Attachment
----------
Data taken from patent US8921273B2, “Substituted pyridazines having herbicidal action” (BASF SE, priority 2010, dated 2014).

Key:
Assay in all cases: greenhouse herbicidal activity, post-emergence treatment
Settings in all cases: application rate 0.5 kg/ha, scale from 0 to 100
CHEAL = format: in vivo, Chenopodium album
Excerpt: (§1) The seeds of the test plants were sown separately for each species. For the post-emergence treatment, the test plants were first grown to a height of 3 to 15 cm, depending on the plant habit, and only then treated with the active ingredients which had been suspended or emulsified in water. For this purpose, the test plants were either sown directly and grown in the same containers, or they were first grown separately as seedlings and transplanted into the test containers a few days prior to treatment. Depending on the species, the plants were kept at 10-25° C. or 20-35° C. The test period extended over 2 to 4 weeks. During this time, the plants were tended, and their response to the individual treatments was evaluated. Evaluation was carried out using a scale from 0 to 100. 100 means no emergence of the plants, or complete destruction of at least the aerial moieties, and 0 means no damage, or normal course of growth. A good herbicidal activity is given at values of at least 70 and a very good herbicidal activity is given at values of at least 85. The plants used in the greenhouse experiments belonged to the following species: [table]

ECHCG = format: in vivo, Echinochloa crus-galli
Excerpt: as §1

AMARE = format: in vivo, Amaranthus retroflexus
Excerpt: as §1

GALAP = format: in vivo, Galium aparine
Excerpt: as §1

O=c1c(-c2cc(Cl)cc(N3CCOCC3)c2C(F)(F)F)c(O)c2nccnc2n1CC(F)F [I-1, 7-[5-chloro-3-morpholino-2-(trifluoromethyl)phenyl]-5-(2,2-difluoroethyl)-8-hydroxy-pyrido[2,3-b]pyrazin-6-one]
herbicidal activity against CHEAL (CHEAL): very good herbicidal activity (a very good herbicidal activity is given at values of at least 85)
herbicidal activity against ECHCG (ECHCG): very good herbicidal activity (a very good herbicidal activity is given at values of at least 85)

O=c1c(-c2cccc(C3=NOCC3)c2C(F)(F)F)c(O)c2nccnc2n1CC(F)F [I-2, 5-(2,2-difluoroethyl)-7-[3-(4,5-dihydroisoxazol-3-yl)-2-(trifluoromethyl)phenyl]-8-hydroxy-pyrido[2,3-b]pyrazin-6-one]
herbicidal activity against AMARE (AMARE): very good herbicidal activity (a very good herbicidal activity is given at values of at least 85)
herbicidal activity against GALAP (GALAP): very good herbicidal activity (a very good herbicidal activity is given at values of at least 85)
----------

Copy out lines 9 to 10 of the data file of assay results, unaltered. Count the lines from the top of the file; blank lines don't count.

AMARE = format: in vivo, Amaranthus retroflexus
Excerpt: as §1